12 Iron Man Villains We’d Like To See In The Movies

Before the first Iron Man movie hit, Tony Stark was not a household name. Sure, he had a few cartoon series and he was one of the founding members of the Avengers, but hell, even the Avengers, Earth's Mightiest Heroes, weren't household names. So you can imagine that the guys who fight Iron Man were even less known, even among comic fans. Now, however, the game has changed, with Robert Downey Jr. making him arguably the most famous and beloved Marvel superhero. We've seen Jeff Bridges become the Iron Monger, Mickey Rourke as Whiplash, Sam Rockwell as Justin Hammer and now Ben Kingsley as the Mandarin. Who else in his rogues gallery could make for a good movie nemesis? Let's make a quick list because everybody loves lists all the time all over the internet.


numbers_set_01&  numbers_set_02 COUNT NEFARIA & MADAME MASQUE

Count Nefaria & Madame Masque


Count Luchino Nefaria is an Italian aristocrat who runs the criminal organization known as the Maggia, which is essentially the Mafia without using the actual name. No disrespect, but you know how those guys are. Anyway, Nefaria also happens to have a cornucopia of superhuman abilities – speed, flight, strength, invulnerability, eye beams… really, the standard punchy powerset. He's fought the Avengers, the X-Men, you name it. What links him to Iron Man, however, is his daughter, Giulietta. She was raised as socialite Whitney Frost by foster parents and never knew that her mother died in childbirth, and that Luchino had given her up so she might have a chance for a normal life. Once the Frosts died, however, it seems her father had a change of heart, revealing himself to her and declaring that she needed to learn the family business. That didn't go over so well with her politico fiancee, who dumped her after that discovery to save his own career.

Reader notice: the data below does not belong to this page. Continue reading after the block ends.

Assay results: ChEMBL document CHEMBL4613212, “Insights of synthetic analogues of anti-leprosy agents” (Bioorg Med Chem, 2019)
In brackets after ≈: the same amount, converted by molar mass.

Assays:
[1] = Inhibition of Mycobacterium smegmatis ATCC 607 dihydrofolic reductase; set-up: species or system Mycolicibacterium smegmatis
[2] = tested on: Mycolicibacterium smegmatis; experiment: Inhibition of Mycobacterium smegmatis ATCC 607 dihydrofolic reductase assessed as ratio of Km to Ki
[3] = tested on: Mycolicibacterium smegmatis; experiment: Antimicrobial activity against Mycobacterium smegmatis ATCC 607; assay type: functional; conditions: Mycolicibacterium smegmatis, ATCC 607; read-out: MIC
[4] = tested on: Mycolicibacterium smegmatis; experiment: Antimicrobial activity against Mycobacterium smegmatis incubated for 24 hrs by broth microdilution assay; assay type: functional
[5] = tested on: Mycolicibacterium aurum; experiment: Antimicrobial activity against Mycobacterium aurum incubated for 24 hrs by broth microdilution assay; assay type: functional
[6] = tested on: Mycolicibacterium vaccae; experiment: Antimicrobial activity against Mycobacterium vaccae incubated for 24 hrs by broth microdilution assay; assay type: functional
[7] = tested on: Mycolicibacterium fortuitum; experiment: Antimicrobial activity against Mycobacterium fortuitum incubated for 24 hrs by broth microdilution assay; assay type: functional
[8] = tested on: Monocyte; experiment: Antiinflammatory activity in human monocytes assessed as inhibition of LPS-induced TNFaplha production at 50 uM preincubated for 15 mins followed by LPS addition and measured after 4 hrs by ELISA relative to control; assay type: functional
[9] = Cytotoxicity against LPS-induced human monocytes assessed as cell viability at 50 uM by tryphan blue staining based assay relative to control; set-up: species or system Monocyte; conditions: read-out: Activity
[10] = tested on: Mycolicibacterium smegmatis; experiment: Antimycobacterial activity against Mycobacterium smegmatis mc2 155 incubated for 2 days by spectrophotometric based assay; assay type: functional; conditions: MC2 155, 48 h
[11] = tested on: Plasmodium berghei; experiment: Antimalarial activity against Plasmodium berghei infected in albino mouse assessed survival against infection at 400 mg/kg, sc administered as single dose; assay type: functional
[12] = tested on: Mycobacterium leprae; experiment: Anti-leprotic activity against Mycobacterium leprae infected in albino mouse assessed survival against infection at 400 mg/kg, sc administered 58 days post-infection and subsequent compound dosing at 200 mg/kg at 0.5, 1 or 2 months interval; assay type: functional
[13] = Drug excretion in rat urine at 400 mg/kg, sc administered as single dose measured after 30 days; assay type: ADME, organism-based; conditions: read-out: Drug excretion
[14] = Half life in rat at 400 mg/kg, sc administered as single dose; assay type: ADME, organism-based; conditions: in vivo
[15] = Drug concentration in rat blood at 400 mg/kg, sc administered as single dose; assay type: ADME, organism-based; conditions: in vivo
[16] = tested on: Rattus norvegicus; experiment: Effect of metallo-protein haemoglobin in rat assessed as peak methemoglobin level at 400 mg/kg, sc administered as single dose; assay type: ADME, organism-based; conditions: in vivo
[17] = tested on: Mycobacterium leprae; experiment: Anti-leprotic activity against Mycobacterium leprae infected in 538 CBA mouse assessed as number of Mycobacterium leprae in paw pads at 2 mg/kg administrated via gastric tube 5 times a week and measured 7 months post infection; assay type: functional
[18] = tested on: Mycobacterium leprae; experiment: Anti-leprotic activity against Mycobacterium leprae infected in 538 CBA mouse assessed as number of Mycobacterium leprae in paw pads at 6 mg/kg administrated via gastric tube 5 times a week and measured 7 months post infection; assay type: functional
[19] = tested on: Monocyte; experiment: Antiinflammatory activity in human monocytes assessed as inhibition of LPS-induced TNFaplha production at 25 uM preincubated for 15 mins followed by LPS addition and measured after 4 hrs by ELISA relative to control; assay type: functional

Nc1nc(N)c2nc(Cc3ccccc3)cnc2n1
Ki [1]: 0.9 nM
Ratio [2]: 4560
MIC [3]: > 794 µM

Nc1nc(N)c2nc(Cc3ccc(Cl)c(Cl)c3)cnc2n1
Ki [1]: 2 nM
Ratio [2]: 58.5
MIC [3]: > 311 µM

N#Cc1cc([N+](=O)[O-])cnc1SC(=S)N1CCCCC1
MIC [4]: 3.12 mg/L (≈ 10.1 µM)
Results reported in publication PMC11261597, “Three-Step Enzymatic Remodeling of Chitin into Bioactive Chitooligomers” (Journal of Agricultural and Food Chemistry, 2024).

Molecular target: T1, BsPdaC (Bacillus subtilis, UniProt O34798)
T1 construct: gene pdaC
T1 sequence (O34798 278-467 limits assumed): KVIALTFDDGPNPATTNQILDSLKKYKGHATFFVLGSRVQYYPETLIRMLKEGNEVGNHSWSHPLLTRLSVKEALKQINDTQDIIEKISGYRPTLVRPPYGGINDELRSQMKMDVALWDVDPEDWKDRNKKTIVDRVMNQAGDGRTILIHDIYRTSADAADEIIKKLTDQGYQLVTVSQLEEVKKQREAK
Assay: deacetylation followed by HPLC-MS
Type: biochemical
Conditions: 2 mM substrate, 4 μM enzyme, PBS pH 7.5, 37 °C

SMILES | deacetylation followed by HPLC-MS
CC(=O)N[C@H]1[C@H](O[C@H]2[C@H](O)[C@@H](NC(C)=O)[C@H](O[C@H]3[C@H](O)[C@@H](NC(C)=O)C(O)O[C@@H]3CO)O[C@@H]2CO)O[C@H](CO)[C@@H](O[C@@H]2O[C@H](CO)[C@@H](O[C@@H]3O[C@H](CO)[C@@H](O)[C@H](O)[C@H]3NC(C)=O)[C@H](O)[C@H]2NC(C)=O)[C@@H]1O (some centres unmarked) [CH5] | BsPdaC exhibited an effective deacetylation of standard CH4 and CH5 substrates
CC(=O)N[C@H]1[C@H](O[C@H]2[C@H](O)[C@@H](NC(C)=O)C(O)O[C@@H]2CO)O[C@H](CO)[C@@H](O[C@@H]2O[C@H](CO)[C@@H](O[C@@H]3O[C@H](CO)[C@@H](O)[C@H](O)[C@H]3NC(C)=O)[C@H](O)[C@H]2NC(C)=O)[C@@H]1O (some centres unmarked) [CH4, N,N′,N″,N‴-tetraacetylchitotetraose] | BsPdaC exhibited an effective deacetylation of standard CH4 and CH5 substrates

She took to the business pretty fast, but a botched Maggia raid on Stark Industries resulted in an accident that left her face scarred, and she created the golden-visaged identity of Madame Masque to hide her disfigurement. Nonetheless, she subsequently fell in love with Tony Stark, creating a weird tug of war between Stark and Nefaria not all that unlike the whole Batman-R'as Al Ghul-Talia thing – except Talia deals in ninjas, whereas Whitney makes robot fakes of herself. It's all very technical.


Madame Masque


So how would this work in the Marvel Cinematic Universe, aka the MCU, not to be confused with a Major Crimes Unit? Well, for one, we might need some estrangement between Tony and Pepper Potts (I haven't seen Iron Man 3 yet and I've been trying to avoid spoilers, so maybe that happens) to make room for him to go on a coitus binge like the playboy he is, or just enough of a space for some piece of his heart to find Whitney. Or maybe she's already one of his many exes, maybe 'one that got away' who returns to his life and drums up some emotional chaos, all with the backdrop of industrial espionage, arms dealing and general criminal enterprise of epic proportions.

Suggested Casting: Carla Gugino and The Most Interesting Man In The World.


numbers_set_03& numbers_set_04CRIMSON DYNAMO & TITANIUM MAN

Crimson Dyanmo & Titanium Man


Since the get go, fans have wanted these twin Russian baddies in brutish suits of Iron Man-style armor to throw down with Ol' Shellhead in the movie. You can't get a better name than the Crimson Dynamo, you know. Hell, Paul McCartney & Wings even wrote a song about these guys. Take a listen.